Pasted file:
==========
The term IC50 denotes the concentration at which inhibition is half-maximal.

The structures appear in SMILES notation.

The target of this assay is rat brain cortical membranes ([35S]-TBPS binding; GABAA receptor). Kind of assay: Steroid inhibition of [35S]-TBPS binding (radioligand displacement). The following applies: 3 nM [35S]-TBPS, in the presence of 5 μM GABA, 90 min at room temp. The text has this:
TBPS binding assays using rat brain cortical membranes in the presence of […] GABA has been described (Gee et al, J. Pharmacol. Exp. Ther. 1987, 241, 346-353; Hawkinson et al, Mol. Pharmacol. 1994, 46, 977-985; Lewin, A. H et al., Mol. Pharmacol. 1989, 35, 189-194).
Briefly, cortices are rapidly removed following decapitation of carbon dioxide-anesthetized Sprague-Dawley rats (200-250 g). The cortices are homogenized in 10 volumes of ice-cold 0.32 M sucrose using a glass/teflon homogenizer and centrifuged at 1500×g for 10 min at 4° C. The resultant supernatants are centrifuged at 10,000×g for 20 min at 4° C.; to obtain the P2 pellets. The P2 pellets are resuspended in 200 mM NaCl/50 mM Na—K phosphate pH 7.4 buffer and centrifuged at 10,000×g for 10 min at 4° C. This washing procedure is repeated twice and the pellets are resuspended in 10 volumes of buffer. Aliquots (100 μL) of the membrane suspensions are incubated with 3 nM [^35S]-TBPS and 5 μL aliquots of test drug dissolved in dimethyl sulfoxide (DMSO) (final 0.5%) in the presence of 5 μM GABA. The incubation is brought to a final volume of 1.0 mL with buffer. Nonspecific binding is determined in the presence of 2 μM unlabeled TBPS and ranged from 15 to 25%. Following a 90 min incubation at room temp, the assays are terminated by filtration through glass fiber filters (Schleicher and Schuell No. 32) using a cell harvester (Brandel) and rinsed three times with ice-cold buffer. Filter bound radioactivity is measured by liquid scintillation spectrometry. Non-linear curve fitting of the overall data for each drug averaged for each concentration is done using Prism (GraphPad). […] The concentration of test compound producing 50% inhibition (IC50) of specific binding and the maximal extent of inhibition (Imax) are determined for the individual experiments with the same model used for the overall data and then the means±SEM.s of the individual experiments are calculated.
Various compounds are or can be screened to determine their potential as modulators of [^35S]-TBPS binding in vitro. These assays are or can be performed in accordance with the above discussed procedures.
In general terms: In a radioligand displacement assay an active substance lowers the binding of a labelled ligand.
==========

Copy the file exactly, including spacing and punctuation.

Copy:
The term IC50 denotes the concentration at which inhibition is half-maximal.

The structures appear in SMILES notation.

The target of this assay is rat brain cortical membranes ([35S]-TBPS binding; GABAA receptor). Kind of assay: Steroid inhibition of [35S]-TBPS binding (radioligand displacement). The following applies: 3 nM [35S]-TBPS, in the presence of 5 μM GABA, 90 min at room temp. The text has this:
TBPS binding assays using rat brain cortical membranes in the presence of […] GABA has been described (Gee et al, J. Pharmacol. Exp. Ther. 1987, 241, 346-353; Hawkinson et al, Mol. Pharmacol. 1994, 46, 977-985; Lewin, A. H et al., Mol. Pharmacol. 1989, 35, 189-194).
Briefly, cortices are rapidly removed following decapitation of carbon dioxide-anesthetized Sprague-Dawley rats (200-250 g). The cortices are homogenized in 10 volumes of ice-cold 0.32 M sucrose using a glass/teflon homogenizer and centrifuged at 1500×g for 10 min at 4° C. The resultant supernatants are centrifuged at 10,000×g for 20 min at 4° C.; to obtain the P2 pellets. The P2 pellets are resuspended in 200 mM NaCl/50 mM Na—K phosphate pH 7.4 buffer and centrifuged at 10,000×g for 10 min at 4° C. This washing procedure is repeated twice and the pellets are resuspended in 10 volumes of buffer. Aliquots (100 μL) of the membrane suspensions are incubated with 3 nM [^35S]-TBPS and 5 μL aliquots of test drug dissolved in dimethyl sulfoxide (DMSO) (final 0.5%) in the presence of 5 μM GABA. The incubation is brought to a final volume of 1.0 mL with buffer. Nonspecific binding is determined in the presence of 2 μM unlabeled TBPS and ranged from 15 to 25%. Following a 90 min incubation at room temp, the assays are terminated by filtration through glass fiber filters (Schleicher and Schuell No. 32) using a cell harvester (Brandel) and rinsed three times with ice-cold buffer. Filter bound radioactivity is measured by liquid scintillation spectrometry. Non-linear curve fitting of the overall data for each drug averaged for each concentration is done using Prism (GraphPad). […] The concentration of test compound producing 50% inhibition (IC50) of specific binding and the maximal extent of inhibition (Imax) are determined for the individual experiments with the same model used for the overall data and then the means±SEM.s of the individual experiments are calculated.
Various compounds are or can be screened to determine their potential as modulators of [^35S]-TBPS binding in vitro. These assays are or can be performed in accordance with the above discussed procedures.
In general terms: In a radioligand displacement assay an active substance lowers the binding of a labelled ligand.